But, the muscles in my eyes do not work correctly. I can’t exactly explain the problems well because I don’t completely understand them, haha, but I have a convergence disorder, a divergence disorder, accommodation problems, and tracking issues. Pretty much my eye muscles don’t work right in so many ways. I have to go to vision therapy to correct these problems. It’s hard. School can be hard, especially math and science. But I’m doing okay. I’m getting through it. I need to re-learn what I have already learned. I need to learn how to learn basically.
I will have to deal with this my whole life, but it’s okay. It makes me stronger.
Jennifer Morrison once said, “be brave enough to be yourself” and that is what I intend to do.
Before I begin, I just want to say that my heart goes out to the families, friends and co-workers of the 19 elite firefighters who lost their lives in Arizona last weekend. I am overcome with emotion and gratitude for anyone who sacrifices their safety to save others.
My siblings are EMS workers. One works in extremely risky situations on a daily basis. This can actually be quite difficult for me sometimes; there are television shows I often can handle watching and I don’t listen to the news anymore. Over the past several years, I have written dozens of “Op-Eds” and “Letters to the Editor” to Canadian newspapers in response to stories that belittle or bash our local heroes or question the value of their paycheques. This has become a passion of mine. I have so much respect for heroes and I often wish they were given the public acknowledgement they deserve on a regular basis, not just when they die in the line of duty.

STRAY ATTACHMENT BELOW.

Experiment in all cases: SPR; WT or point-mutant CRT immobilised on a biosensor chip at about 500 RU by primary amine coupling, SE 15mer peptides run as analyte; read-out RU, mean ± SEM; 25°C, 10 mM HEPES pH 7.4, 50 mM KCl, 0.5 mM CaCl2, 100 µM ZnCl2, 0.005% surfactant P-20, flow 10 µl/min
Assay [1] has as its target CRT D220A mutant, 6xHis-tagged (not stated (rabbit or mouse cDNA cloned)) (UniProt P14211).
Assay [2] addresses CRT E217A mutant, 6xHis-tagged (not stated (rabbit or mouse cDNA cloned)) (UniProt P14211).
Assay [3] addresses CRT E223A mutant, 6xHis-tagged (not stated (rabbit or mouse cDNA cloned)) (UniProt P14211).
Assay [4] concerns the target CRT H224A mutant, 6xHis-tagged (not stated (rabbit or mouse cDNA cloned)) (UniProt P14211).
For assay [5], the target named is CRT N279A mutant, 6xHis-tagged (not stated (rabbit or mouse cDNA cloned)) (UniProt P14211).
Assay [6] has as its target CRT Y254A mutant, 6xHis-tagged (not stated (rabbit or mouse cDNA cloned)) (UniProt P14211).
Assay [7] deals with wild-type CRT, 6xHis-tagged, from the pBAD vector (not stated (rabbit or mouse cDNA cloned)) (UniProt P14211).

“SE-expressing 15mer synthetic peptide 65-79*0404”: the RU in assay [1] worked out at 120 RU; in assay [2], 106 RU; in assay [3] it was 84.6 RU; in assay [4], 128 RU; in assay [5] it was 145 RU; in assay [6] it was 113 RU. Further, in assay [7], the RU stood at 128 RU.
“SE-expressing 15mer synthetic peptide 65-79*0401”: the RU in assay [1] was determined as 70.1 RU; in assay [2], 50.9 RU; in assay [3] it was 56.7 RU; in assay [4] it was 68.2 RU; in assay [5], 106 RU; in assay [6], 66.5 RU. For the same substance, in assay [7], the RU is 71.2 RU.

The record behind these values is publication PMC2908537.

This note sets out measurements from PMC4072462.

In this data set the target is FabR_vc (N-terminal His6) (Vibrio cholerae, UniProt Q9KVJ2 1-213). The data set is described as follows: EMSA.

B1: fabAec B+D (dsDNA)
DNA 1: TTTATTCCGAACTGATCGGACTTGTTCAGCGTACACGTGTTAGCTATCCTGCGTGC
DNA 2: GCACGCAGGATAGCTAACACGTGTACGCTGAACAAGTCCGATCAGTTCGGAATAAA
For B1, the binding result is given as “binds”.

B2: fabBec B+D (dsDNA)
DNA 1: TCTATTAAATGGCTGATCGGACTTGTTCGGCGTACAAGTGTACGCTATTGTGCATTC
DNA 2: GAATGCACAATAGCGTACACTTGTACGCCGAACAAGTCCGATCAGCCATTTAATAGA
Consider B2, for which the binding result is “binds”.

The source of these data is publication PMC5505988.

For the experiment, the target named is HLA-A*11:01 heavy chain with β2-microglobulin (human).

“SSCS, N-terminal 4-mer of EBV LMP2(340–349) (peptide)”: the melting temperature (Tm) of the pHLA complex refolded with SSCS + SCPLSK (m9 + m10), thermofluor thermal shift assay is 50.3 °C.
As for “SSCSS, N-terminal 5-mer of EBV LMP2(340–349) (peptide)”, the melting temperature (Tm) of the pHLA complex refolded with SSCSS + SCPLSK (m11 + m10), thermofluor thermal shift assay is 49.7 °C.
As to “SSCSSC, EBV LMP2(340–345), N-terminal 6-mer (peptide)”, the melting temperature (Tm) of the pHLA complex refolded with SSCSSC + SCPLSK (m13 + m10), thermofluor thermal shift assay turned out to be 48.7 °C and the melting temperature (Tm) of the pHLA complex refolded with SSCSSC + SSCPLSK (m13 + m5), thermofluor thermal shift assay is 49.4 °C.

This blog isn’t just about fallen heroes, but I wanted to make sure I honoured them. I want us all to remember that when we’re running away from a situation, the heroes are the ones running into it. And they’re doing it for us. Heroes are some of the most important people in the world. Whether they are personal heroes or public heroes… whether they have fallen or still stand, heroes can impact our lives so drastically.
Heroes can be strangers who are there on the worst days of our lives and intentionally sacrifice themselves in some way to make it a little easier on us. Heroes can be the ones who just live their lives in such a way that they inadvertently give others inspiration and courage to live just bravely. A hero can really be anyone who impacts your life in a positive way, whether you know them personally or not.